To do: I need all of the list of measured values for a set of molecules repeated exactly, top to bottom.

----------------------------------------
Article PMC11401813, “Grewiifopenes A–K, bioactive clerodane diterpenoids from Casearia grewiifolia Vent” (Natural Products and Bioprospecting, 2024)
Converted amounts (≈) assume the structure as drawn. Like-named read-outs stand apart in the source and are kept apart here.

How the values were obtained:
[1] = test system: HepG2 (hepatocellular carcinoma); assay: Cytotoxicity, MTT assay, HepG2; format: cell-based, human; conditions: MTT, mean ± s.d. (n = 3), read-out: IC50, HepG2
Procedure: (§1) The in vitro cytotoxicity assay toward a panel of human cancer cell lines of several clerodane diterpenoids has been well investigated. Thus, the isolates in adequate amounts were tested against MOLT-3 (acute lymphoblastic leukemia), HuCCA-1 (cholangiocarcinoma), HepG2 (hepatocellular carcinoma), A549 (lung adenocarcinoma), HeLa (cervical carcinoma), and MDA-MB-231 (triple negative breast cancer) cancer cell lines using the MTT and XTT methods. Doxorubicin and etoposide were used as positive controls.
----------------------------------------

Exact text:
Article PMC11401813, “Grewiifopenes A–K, bioactive clerodane diterpenoids from Casearia grewiifolia Vent” (Natural Products and Bioprospecting, 2024)
Converted amounts (≈) assume the structure as drawn. Like-named read-outs stand apart in the source and are kept apart here.

How the values were obtained:
[1] = test system: HepG2 (hepatocellular carcinoma); assay: Cytotoxicity, MTT assay, HepG2; format: cell-based, human; conditions: MTT, mean ± s.d. (n = 3), read-out: IC50, HepG2
Procedure: (§1) The in vitro cytotoxicity assay toward a panel of human cancer cell lines of several clerodane diterpenoids has been well investigated. Thus, the isolates in adequate amounts were tested against MOLT-3 (acute lymphoblastic leukemia), HuCCA-1 (cholangiocarcinoma), HepG2 (hepatocellular carcinoma), A549 (lung adenocarcinoma), HeLa (cervical carcinoma), and MDA-MB-231 (triple negative breast cancer) cancer cell lines using the MTT and XTT methods. Doxorubicin and etoposide were used as positive controls.